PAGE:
You might have guessed from the last post that I am teaching teens now. No more primary schools. Just lovely teens. I like teens, they can sit at tables and hold pencils and find page numbers without help (mostly).
NB. I like teens in groups smaller than 4. Teens in herd mentality send shivers down my spine. A classroom full of 13 year olds takes me back to being thirteen myself and I seem to recall that it was a cruel age - remember I have to pretend that I can't understand what they are saying about me! Last week I fairly quickly sussed out that they had placed me in the category of "authority figure." I went home fervently hoping that I hadn't been placed in either of the subsections of "supply teacher" or "new teacher."
I came back the next week with the toughest attitude I could muster and spent the lesson being very assertive and mostly calm. The effort of remaining calm did give me bright red cheeks though so I was worried they weren't really falling for it.
When I came out my new colleague saw my flushed face and she burst out laughing and gave me the sympathy speech that new teachers get; the kids-are-just-worse-and-worse-these-days, the I-blame-the-parents-for not-teaching-them-how-to-behave one. This is perceived wisdom. But are they? From stories of my parents time at school I'm pretty sure that's not the whole picture.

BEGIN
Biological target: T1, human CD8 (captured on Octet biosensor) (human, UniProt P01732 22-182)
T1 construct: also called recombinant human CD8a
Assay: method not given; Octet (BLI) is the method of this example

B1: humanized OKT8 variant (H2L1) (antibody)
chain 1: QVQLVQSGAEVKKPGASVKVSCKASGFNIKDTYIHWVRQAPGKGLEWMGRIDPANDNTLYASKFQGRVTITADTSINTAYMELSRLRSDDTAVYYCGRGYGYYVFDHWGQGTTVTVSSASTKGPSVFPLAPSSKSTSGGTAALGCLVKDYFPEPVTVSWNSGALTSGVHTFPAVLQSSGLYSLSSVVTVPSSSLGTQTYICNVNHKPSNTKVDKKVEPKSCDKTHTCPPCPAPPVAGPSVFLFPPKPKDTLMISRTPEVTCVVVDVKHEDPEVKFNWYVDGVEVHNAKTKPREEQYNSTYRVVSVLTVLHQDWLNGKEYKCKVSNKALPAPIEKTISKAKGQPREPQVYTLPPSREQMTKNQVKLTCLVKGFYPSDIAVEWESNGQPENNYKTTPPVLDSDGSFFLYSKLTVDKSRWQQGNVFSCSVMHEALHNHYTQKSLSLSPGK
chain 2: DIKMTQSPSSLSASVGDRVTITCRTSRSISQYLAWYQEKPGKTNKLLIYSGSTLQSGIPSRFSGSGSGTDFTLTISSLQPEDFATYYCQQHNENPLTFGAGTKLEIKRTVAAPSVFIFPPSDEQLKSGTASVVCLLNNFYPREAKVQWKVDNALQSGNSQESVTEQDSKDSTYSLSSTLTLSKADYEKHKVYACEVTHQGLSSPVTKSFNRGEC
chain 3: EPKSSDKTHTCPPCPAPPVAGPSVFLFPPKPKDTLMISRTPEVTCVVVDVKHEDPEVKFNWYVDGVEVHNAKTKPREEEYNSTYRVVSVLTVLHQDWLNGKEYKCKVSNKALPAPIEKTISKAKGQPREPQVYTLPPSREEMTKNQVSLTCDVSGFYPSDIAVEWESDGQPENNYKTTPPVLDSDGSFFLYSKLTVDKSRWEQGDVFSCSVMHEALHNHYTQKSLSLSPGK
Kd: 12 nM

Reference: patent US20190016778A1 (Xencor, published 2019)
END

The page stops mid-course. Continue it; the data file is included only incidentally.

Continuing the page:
Let's face it it's just a horrible age and none of us were delightful, cooperative, cheerful and stable. It's a case of collective amnesia. In three/four years time they'll be fairly pleasant again.
So anyway, I was starting to think that it would be OK and I could get them to respect me. We all put on some kind of professional persona at work and that's fine. (As long as it stays at work. A. keeps unnerving me lately by dropping phrases at the dinner table like, "Would you care to share your thoughts on the issue of the pear chutney?" and "Let's not allow ourselves to get sidetracked").
But then my boss spoke to one mother and the mother wasn't happy. The new teacher is too strict. Yes of course said my boss, it is the first lesson. "No, no," complained the mother, my son is used to strict teachers. She is way too harsh."
What's the expression? There isn't one. I was just a bit speechless.
1) I am scarier than I thought.
2) Mothers and their sons. We are in Italy after all.
As a result of all of this effort I have been inundated with teaching dreams. They are so boring and generally revolve around nightmarish students making me wake up feeling stressed. Last night though I had the dream that was probably a combination of all the dreams I should have been having last week rolled into one. It had everything: bears, lightening, making desserts with witches, hoards of cats and tower blocks. Even Freud wouldn't want to psychoanalyse a dream that complex. Made a nice change. I'd choose being chased by bears over being chased by teens any day.